On 26 December, his counsel, Raymond Desèze, delivered Louis's response to the charges, with the assistance of François Tronchet and Malesherbes. Jean-Paul Marat, (the epitome of démagogues of the sans-culottes), was favourably impressed, and declared: "Desèze read a long speech made with a great deal of art", small praise from a man who on his wall had written La Mort! (Death!).

"...I shall not say any thing of the conduct of my father at the bar of the Convention. All the world knows it: his firmness, his mildness, his goodness, his courage, in the midst of an assembly of murderers thirsting for his blood, can never be forgotten, and must be admired by the latest posterity..."
Madame Royale, Duchess of Angoulême (3) , Memoires

Dieu Sauve le Roy!
Dieu le Roy!
Brantigny

Further reading please see Ruin of a Princess...

(1) Their name derived from the seat location in the assembly; they sat above the Marais or Plein (Marsh or Plain) the majority of the members of the Assembly. The members of the Mountain, or the Montagnards, voted for the execution of Louis XVI. Later the positions would be shifted, so one party sat on the left and the other on the right. Today our notions of the left leaning party,(liberal) and the right leaning party (conservatives) is derived.
(2) "High" in the legal parlance of the 18th century means "against the State". A high crime is one which seeks the overthrow of a country, which gives aid or comfort to its enemies, or which injures the country to the profit of an individual or group. The punishments for nobility were stricter than that for a peasant. Hence cruel and unusual punishment would be one that gave the peasant the same punishment as a nobleman.
(3) Madame Royale became the Duchesse d'Angoulême upon her marriage to Louis-Antoine, Duc d'Angoulême, her cousin. The Kings sister, Princess Elizabeth, called Madame Elizabeth, had been the Duchesse d'Angoulême until her death by the mob.

9.12.09

Gabrielle de Polastron

..."A witness told of her death: "Her last sigh was but her last breath, and to tell this in one word, her death was as sweet as she herself had been. She was buried in Vienna and they wrote on her tomb her name only, followed by this mention: 'Dead from suffering' on December 9th, 1793..."

On this day, 9 December 1793 Yolande Martine Gabrielle de Polastron, Comtesse de Polignac died, some say as a result of a broken heart, some say from consumption. She was a confidant of the Queen Martyr and Governess to the Royal Children, including the future Louis XVII of France and Marie-Thérèse Charlotte de France, Madame Royale.

A article has appeared on Elena-Maria Vidal's blog under the title Madame de Polignac and the Politics of Calumny, on December 6, 2007.

You may find Gabrielle de Polastron in the historical novels, Trianon, see here, and Madame Royale, see here.

Born, 8 September 1749 (my birthday)
Died, 9 December 1793

Dieu le Roy!
Brantigny

Note on above portrait: Yolande Gabrielle Martine, Duchess of Polignac - 1787
oil on canvas, 36 x 29 in, currently at the Wadsworth Atheneum, Hartford, Connecticut.

Spanish Bishops warn King Carlos could be facing an Excommuncation.

That a Catholic Monarch should have himself placed in such a position demonstrates the fallacy of that which is called a "Constitutional Monarchy." I pray that his decision will be the moral one, and not the same wishy-washy mistake he made over homosexual marriage some time ago. We will see what is more valuable to him, his eternal soul or his reign.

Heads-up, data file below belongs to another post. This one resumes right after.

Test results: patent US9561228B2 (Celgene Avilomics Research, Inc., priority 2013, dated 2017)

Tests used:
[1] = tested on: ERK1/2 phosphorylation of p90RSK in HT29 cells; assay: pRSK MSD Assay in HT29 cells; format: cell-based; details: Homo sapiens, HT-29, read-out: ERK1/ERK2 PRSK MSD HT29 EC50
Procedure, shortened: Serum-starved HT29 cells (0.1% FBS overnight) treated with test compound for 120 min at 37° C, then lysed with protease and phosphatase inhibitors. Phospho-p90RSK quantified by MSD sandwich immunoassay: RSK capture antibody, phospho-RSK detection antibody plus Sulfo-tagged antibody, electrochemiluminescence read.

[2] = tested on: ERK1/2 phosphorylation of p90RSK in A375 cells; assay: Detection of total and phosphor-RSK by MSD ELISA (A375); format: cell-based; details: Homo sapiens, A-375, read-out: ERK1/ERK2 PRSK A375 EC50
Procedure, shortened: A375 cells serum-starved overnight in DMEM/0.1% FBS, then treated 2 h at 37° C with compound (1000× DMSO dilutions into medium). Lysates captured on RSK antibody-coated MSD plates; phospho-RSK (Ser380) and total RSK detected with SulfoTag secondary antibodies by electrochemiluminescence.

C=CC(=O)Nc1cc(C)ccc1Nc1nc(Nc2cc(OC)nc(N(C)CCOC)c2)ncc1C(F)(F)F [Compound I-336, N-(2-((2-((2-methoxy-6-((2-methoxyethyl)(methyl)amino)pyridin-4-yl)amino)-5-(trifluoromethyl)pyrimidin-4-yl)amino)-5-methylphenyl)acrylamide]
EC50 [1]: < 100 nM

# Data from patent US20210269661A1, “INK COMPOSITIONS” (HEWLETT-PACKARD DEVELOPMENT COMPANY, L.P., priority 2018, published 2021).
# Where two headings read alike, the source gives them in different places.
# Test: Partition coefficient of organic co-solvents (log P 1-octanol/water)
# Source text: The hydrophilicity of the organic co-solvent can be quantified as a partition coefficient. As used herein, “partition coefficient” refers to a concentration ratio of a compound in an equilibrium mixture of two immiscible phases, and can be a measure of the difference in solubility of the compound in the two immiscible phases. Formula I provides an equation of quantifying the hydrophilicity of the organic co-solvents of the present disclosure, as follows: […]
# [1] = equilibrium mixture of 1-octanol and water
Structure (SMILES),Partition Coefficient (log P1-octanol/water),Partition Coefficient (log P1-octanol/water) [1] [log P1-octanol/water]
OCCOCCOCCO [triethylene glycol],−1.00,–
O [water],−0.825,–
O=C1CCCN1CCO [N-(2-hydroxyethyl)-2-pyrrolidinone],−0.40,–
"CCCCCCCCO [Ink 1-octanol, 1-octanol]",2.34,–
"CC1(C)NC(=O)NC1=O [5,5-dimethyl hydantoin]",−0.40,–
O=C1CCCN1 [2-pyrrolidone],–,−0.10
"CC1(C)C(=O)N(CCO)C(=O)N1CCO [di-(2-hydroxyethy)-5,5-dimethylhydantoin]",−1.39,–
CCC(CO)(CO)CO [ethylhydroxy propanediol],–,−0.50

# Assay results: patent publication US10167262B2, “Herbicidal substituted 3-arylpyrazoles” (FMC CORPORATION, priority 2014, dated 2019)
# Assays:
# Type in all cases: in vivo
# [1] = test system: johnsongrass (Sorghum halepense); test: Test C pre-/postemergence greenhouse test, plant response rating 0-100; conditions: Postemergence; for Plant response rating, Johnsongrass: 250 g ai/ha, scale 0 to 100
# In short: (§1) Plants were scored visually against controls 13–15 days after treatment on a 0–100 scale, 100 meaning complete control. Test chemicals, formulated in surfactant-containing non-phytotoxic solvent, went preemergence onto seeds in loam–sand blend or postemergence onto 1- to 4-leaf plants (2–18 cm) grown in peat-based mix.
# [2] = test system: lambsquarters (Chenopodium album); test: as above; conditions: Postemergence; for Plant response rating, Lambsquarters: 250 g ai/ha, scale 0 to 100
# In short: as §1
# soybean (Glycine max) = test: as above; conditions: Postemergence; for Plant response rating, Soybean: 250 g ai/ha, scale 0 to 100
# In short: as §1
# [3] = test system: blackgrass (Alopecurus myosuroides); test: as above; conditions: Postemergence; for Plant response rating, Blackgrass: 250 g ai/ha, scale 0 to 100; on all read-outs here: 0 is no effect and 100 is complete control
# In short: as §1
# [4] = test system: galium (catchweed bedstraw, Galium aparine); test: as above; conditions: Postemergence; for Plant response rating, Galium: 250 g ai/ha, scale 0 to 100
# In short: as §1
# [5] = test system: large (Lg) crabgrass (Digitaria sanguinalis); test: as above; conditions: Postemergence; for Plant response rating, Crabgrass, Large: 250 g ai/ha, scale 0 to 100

By Hilary White

December 7, 2009 (LifeSiteNews.com) - The Spanish press is highlighting the dilemma faced by Juan Carlos, king of Spain, a Catholic, who may be called upon to sign into law a bill that, if passed, would further liberalize abortion.

On November 25th, Spain's Catholic bishops warned that those politicians who vote in favor of the law will have excommunicated themselves, having put themselves in an "objective state of sin." The bishops wrote that "while the situation lasts," politicians who vote in favor of the law "may not be admitted to Holy Communion."

However, the Spanish Constitution of 1978 stipulates that new laws must be promulgated by the king, who is head of state, but who now faces possible excommunication if he gives royal assent to the bill.

Prominent Spanish Catholics are calling on the king to refuse to sign the law. In an article appearing on the website Religion en Libertad, titled, "The King should not sign the abortion law," the head of the lobby group HazteOir, Nacho Arsuaga, said the country could be heading for a constitutional crisis over the bill.

"The king of a democratic state under the law cannot sign a law approving the right of a few to kill other human beings. With this law, the government is de facto destroying the validity of the Spanish constitution, which stipulates in its Article 15 the right to life." Arsuaga called on the king either to refuse to sign or to abdicate.

Javier Maria Perez-Roldan, president of the Thomas More Law Center, said that the law would "contradict the principle of monarchy," which "loses all authority if it is exercised against the common good."

Arsuaga's article quotes politicians and the heads of a number of Catholic organizations who have called on the king to abdicate in imitation of King Baudouin of Belgium, who in 1990 temporarily renounced his throne rather than sign his country's law liberalizing abortion. They also cited the more recent case of Henri, Grand Duke of Luxembourg, who refused last year to sign the duchy's law legalizing euthanasia and who may be stripped of his constitutional powers as a result.

Milian Manuel Mestre, a businessman and politician and Member of the Congress of Deputies, called it "incomprehensible from the ethical point of view," that the government could pass a law that establishes abortion as a right.